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Race and Constitutional Interpretation 2014: A Review of SCOTUS Decisions and Their Impact on Asians, Blacks, Native Americans and Other Races

Thursday, September 18, 2014, 6:30 PM – 8:10 PM

Registration for this course is now closed.

Intended Audience:

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Location: 4th Floor Boardroom

Course ID: C091814A

Credits: 2 NJ Credits: 2 General
2 NY Credits: 2 PP; Transitional and Non-transitional;

Course Description:

In honor of Constitution Day, the CLE Institutes welcomes back noted author and lecturer  Gloria J. Browne-Marshall for an updated look at the Constitutional provisions and Supreme Court decisions interpreting them have had a profound impact on many races in the United States, most notably Asians, Native Americans and Blacks. Understand how the cases came about, the Constitutional provisions brought into play and the prospects for future Constitutional interpretation.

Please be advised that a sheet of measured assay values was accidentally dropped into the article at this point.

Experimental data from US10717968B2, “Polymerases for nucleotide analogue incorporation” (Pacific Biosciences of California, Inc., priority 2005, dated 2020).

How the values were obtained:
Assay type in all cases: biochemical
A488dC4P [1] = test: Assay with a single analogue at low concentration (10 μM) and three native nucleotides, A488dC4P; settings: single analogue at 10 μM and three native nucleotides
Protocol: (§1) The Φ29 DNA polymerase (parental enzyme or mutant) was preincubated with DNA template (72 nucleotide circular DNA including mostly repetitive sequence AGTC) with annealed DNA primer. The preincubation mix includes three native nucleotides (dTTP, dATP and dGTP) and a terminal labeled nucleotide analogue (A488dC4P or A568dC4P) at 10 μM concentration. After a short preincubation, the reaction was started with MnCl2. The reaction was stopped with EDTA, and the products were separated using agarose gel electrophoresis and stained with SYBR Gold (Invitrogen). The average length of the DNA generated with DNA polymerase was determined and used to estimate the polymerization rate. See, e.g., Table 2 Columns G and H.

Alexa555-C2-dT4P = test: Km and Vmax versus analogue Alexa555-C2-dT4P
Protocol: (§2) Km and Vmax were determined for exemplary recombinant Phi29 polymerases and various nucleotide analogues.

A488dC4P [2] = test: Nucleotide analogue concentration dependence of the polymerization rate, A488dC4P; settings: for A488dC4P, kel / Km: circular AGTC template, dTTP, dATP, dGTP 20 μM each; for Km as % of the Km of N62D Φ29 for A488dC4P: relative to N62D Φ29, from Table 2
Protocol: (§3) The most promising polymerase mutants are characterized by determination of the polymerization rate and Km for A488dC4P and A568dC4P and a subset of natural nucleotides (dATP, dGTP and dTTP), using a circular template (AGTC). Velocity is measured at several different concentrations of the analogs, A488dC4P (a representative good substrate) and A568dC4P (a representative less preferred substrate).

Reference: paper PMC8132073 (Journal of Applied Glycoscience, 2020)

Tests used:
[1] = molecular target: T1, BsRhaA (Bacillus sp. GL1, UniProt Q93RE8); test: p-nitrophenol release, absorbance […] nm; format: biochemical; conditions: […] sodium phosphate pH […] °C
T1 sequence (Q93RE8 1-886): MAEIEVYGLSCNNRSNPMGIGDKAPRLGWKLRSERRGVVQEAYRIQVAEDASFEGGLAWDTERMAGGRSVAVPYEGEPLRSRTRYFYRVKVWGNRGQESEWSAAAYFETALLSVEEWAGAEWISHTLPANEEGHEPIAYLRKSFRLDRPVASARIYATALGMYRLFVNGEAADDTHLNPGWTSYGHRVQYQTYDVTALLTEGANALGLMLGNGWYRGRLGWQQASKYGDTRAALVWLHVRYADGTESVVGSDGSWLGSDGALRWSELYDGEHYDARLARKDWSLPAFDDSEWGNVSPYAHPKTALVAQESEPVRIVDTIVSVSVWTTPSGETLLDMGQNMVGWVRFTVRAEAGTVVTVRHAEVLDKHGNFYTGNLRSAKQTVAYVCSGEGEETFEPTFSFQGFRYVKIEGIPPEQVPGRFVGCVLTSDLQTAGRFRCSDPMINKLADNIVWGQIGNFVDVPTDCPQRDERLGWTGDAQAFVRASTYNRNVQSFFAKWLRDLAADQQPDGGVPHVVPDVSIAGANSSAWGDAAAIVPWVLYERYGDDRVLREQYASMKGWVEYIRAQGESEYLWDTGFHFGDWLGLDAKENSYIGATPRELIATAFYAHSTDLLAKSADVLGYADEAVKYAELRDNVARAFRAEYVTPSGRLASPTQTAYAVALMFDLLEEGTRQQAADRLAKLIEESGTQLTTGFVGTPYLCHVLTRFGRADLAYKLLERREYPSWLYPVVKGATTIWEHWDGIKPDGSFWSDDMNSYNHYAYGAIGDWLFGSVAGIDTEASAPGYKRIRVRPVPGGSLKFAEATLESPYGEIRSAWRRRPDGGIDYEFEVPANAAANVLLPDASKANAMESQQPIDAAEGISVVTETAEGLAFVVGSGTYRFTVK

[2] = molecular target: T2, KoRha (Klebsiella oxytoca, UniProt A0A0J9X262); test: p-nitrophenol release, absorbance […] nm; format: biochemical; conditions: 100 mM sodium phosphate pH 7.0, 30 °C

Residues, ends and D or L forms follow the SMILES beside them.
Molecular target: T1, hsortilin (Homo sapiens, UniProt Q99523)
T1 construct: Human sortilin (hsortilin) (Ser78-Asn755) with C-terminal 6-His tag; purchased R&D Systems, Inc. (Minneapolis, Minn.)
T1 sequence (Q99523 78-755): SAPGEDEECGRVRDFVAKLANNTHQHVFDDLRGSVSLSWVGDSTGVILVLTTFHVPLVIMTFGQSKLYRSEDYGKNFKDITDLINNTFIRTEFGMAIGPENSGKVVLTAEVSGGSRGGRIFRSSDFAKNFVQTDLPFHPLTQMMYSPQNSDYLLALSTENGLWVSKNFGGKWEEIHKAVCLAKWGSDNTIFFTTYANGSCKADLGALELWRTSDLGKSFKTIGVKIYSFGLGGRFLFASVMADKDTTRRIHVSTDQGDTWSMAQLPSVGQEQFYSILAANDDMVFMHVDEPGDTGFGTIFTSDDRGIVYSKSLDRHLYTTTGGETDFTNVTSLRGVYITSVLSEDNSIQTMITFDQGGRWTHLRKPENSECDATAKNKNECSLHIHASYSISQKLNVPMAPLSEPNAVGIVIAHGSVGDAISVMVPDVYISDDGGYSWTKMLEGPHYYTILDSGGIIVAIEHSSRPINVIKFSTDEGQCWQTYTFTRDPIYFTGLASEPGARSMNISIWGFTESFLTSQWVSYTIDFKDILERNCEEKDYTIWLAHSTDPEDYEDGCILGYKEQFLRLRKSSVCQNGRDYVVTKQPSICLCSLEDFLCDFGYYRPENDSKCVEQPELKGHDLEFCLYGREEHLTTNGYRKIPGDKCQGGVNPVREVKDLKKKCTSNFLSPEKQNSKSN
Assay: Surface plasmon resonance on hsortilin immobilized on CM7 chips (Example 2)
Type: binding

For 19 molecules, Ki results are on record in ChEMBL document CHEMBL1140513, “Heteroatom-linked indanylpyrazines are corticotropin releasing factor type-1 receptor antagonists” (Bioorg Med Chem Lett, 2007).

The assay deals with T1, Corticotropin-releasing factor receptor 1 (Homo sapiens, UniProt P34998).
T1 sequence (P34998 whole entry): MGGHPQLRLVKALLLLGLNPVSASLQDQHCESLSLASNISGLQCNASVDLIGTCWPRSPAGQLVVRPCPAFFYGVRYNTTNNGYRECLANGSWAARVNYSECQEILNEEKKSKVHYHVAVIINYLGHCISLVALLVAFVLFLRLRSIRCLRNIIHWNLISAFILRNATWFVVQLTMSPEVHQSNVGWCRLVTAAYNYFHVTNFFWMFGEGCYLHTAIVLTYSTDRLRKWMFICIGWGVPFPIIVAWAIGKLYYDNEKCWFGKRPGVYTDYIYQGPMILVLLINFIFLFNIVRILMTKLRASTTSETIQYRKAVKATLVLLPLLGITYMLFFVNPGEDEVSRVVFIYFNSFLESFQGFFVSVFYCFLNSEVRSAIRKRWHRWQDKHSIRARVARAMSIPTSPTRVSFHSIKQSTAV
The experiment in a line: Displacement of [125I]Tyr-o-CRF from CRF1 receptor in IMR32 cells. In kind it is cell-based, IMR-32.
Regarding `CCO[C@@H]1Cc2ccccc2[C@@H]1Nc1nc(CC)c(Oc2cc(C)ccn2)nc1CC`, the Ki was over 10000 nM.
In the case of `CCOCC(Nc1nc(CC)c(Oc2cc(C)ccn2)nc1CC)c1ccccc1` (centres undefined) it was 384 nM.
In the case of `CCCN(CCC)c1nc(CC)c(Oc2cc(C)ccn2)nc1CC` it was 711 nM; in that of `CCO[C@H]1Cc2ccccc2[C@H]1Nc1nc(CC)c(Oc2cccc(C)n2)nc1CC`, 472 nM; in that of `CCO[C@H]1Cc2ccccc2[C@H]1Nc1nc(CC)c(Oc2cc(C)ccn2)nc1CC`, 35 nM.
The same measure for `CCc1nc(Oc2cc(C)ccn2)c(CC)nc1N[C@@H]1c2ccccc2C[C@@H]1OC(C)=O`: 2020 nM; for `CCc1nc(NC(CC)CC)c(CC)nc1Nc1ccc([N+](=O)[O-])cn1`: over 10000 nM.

Gloria J. Browne-Marshall is an Associate Professor at John Jay College of Criminal Justice where she teaches courses in Constitutional Law, Race and the Law, and Evidence. Her primary research interest is racial justice under International and Constitutional Law.  She is the author of the book "Race, Law, and American Society: 1607 to Present" (Routledge), "The Constitution: Major Cases and Conflicts" (Pearson), The U.S. Constitution: An African-American Context" among other works. Prior to academe, she was a litigator of Civil Rights and Public Law cases for the NAACP Legal Defense and Educational Fund, Inc., Community Legal Services, and Southern Poverty Law Center.



Faculty: Gloria J. Browne-Marshall, John Jay College of Criminal Justice, author Race Law and American Society


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